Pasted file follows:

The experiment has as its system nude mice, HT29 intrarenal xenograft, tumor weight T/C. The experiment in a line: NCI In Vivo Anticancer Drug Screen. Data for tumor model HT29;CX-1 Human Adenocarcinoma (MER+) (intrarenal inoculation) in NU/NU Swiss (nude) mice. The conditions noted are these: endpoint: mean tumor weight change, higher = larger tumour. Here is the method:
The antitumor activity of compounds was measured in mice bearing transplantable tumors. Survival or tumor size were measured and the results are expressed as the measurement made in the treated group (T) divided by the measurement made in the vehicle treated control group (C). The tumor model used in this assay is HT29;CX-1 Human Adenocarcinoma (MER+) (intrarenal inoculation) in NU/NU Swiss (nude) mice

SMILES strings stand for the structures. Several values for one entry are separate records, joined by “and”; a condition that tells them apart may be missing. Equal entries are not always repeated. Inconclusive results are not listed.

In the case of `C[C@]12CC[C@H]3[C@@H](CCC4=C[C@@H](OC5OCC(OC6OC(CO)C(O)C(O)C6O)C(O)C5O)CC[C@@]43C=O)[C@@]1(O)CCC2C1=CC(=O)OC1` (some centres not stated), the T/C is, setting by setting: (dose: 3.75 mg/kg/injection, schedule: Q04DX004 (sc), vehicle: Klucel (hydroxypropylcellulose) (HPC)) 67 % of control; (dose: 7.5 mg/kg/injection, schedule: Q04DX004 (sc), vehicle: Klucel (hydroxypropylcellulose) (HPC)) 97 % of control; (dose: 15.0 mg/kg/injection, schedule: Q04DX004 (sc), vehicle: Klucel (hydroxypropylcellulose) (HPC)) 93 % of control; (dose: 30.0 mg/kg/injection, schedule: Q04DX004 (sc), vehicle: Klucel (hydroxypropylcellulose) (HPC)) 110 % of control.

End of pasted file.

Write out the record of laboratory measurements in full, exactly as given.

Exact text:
The experiment has as its system nude mice, HT29 intrarenal xenograft, tumor weight T/C. The experiment in a line: NCI In Vivo Anticancer Drug Screen. Data for tumor model HT29;CX-1 Human Adenocarcinoma (MER+) (intrarenal inoculation) in NU/NU Swiss (nude) mice. The conditions noted are these: endpoint: mean tumor weight change, higher = larger tumour. Here is the method:
The antitumor activity of compounds was measured in mice bearing transplantable tumors. Survival or tumor size were measured and the results are expressed as the measurement made in the treated group (T) divided by the measurement made in the vehicle treated control group (C). The tumor model used in this assay is HT29;CX-1 Human Adenocarcinoma (MER+) (intrarenal inoculation) in NU/NU Swiss (nude) mice

SMILES strings stand for the structures. Several values for one entry are separate records, joined by “and”; a condition that tells them apart may be missing. Equal entries are not always repeated. Inconclusive results are not listed.

In the case of `C[C@]12CC[C@H]3[C@@H](CCC4=C[C@@H](OC5OCC(OC6OC(CO)C(O)C(O)C6O)C(O)C5O)CC[C@@]43C=O)[C@@]1(O)CCC2C1=CC(=O)OC1` (some centres not stated), the T/C is, setting by setting: (dose: 3.75 mg/kg/injection, schedule: Q04DX004 (sc), vehicle: Klucel (hydroxypropylcellulose) (HPC)) 67 % of control; (dose: 7.5 mg/kg/injection, schedule: Q04DX004 (sc), vehicle: Klucel (hydroxypropylcellulose) (HPC)) 97 % of control; (dose: 15.0 mg/kg/injection, schedule: Q04DX004 (sc), vehicle: Klucel (hydroxypropylcellulose) (HPC)) 93 % of control; (dose: 30.0 mg/kg/injection, schedule: Q04DX004 (sc), vehicle: Klucel (hydroxypropylcellulose) (HPC)) 110 % of control.